Art can move the observer to tears, but is there a competition quite like the Gallipoli prize for moving the artists to tears?
Those who enter are paying tribute, as often as not, to a long-lost relative who was shot dead at Anzac Cove or gassed on the Somme or bombed at Ypres.
The artists may have carried around their loss, hurt and heartbreak for years or even decades.
The chance to paint it out seems to be a way of cleansing the soul.
In some cases the sorrow and anguish all but seep from the canvas and weep from the walls.
The tears are not all metaphorical. It is not uncommon for artists to deliver their works in person at Sydney's Gallipoli Memorial Club, sponsor of the $20,000 prize, and to sob in the act of handing them over.
"Some turn up in tears," said John Szetu, the club's secretary-manager.
"It has been burning inside them for years, and the competition is an outlet for them to express it.
"It's a release, a burden off their shoulders.
"They have done something for their forefathers.
"Their paintings are a mark of respect.
"And every picture has a story."
The artists get a chance to tell those stories in words as well as pictures.
It's unusual for art competitions to invite the painters to write a few accompanying paragraphs, but in this context it works brilliantly.
The words at times can be as poignant as the images, helping to explain or illuminate the motivation behind the brush strokes.
Chances are the entry is inspired by a digger, especially one of the 102,000 Australians to have sacrificed their lives in war.
In that respect, this year's 43 finalists are no different.
Amber Martin's In His Blood shows modern day soldier Matthew Thornton looking into a mirror and seeing his image split, half of it morphing into his great, great cousin, private Frederick Currey, who died of wounds at the Somme, aged 21.
"They are two related Australian soldiers with similar facial features and the same eyes," she said, "who decades apart signed an oath, prepared to make the ultimate sacrifice in order to keep our shores safe."
Sydney painter Alan Jones was inspired by his grandfather, a World War II veteran.
"Because of him and many other Anzacs, me and my brothers were able to enjoy the innocence of youth in the safety of grandma's backyard," he wrote.
"The only battles we have seen were on the football field or with each other."
Queenslander Beryl Wood, whose father-in-law fought in World War I, painted a soldier in the trenches reading a letter from home, surrounded by floating scraps of the letter, perhaps blasted apart.
"Though he rarely spoke of the conditions, he believed it was the little things that helped the fighting men endure that terrible time," she commented.
Sydneysider Bill Nix remembered stopping at an Anzac memorial in northern NSW on a family holiday and pondering the double tragedy indicated by the same surname, Sweeny, appearing twice on the memorial plaque.
"I imagined that Pop and Ma Sweeny's dream was that their sons would return and at least one boy would take up the plough," he said.
"Alas, it wasn't to be. Whether the Sweenys stayed on the farm or moved away we'll never know, but what is certain is that all of the families of those heroes fallen lived in the shadow of grief."
John Bartley, whose grandfather was a Light Horseman who died young, has painted a blood-red work entitled Sunset.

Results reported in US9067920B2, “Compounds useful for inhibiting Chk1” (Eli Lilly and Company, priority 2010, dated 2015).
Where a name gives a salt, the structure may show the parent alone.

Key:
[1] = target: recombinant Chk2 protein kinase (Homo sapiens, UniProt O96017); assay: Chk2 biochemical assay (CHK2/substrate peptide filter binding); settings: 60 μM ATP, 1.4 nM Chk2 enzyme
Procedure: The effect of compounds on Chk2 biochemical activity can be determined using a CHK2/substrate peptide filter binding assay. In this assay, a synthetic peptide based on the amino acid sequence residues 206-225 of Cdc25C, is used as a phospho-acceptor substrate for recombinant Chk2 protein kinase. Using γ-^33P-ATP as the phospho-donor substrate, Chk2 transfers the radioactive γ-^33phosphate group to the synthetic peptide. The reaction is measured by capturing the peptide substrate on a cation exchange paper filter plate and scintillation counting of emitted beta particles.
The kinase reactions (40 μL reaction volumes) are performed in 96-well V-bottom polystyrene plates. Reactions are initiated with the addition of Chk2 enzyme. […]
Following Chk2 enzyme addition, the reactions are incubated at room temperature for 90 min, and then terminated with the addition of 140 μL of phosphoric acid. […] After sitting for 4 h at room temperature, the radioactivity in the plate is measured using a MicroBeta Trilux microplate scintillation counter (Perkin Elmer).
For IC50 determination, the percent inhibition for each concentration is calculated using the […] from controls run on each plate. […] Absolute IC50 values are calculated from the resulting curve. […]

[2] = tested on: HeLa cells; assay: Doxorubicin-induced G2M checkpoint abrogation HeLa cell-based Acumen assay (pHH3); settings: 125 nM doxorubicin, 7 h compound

"I like my painting for reasons I do not quite understand," said the country NSW artist, "only that it hits a chord within me that resonates with loss and sadness."
Canberra's Margaret Hadfield, winner of the inaugural Gallipoli art prize in 2006, has painted a modern visitor at Anzac Cove surrounded by images and spirits from the battles of 1915.
"The Gallipoli landscape is spectacular but holds the blood and spirit of far too many young men," she said.
"My visit unleashed an interest in military history that I didn't see coming."
New Zealander Mervyn Appleton painted stretcher bearers whose call "We'll help you Digger" he hoped was heard on the battlefield by his great-uncle Charlie Appleton.
Robyn Sweaney of Mullumbimby, NSW, dedicated the poppies in her Last Light to her grandfather, who fought in France and Belgium, and the thousands of others "who were not so lucky and lost their lives on those muddy fields".
Manilla, NSW, artist Sharyn Jones said her painting of a handshake, Special Bond, sprang from the sadness she felt looking at photos of her nephew and his mates huddled around a campfire in the freezing desert of Afghanistan one Christmas Eve.
One of the judges, John McDonald, said he could not fail to be touched by the number of artists whose relatives fought for their country.
"The prize has given these artists a reason to reflect on the sacrifices and hardships shared by Australian and also Turkish soldiers," he said.
"This is not the same as choosing a famous face to paint for the Archibald or a landscape for the Wynne."
The Gallipoli art prize, to be announced on April 23, is not restricted to Gallipoli or to scenes of battle but honours the artist whose work best expresses the club's creed of loyalty, respect, courage, comradeship, peace and freedom.
It's about keeping those values alive, so that they aren't lost like the objects entombed in the trenches depicted by Sydney painter Geoff Harvey in his archaeology-inspired work Trench Interment.
"Here they lived, ate, slept, fought and often died, surrounded by the hardware of war," Harvey said.
"The ammunition, the digging implements, spanners and their personal belongings are etched by time and history into the fabric of my canvas."
Perhaps it's an artist's way of saying: Lest we forget.